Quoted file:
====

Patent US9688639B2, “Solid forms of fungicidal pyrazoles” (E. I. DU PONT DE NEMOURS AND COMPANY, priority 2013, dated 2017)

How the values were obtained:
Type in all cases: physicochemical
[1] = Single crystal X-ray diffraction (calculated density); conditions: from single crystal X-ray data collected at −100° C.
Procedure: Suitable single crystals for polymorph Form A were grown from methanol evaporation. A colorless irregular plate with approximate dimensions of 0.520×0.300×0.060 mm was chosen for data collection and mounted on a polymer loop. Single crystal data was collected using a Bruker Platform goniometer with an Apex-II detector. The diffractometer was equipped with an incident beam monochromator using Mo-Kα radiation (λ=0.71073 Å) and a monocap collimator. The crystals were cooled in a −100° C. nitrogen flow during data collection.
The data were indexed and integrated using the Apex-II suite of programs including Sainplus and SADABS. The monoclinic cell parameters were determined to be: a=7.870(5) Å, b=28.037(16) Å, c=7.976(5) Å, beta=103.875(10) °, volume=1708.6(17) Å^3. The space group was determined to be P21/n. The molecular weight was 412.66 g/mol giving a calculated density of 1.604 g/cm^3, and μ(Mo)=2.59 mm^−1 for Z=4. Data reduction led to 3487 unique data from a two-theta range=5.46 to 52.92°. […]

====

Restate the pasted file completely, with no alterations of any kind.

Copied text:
Patent US9688639B2, “Solid forms of fungicidal pyrazoles” (E. I. DU PONT DE NEMOURS AND COMPANY, priority 2013, dated 2017)

How the values were obtained:
Type in all cases: physicochemical
[1] = Single crystal X-ray diffraction (calculated density); conditions: from single crystal X-ray data collected at −100° C.
Procedure: Suitable single crystals for polymorph Form A were grown from methanol evaporation. A colorless irregular plate with approximate dimensions of 0.520×0.300×0.060 mm was chosen for data collection and mounted on a polymer loop. Single crystal data was collected using a Bruker Platform goniometer with an Apex-II detector. The diffractometer was equipped with an incident beam monochromator using Mo-Kα radiation (λ=0.71073 Å) and a monocap collimator. The crystals were cooled in a −100° C. nitrogen flow during data collection.
The data were indexed and integrated using the Apex-II suite of programs including Sainplus and SADABS. The monoclinic cell parameters were determined to be: a=7.870(5) Å, b=28.037(16) Å, c=7.976(5) Å, beta=103.875(10) °, volume=1708.6(17) Å^3. The space group was determined to be P21/n. The molecular weight was 412.66 g/mol giving a calculated density of 1.604 g/cm^3, and μ(Mo)=2.59 mm^−1 for Z=4. Data reduction led to 3487 unique data from a two-theta range=5.46 to 52.92°. […]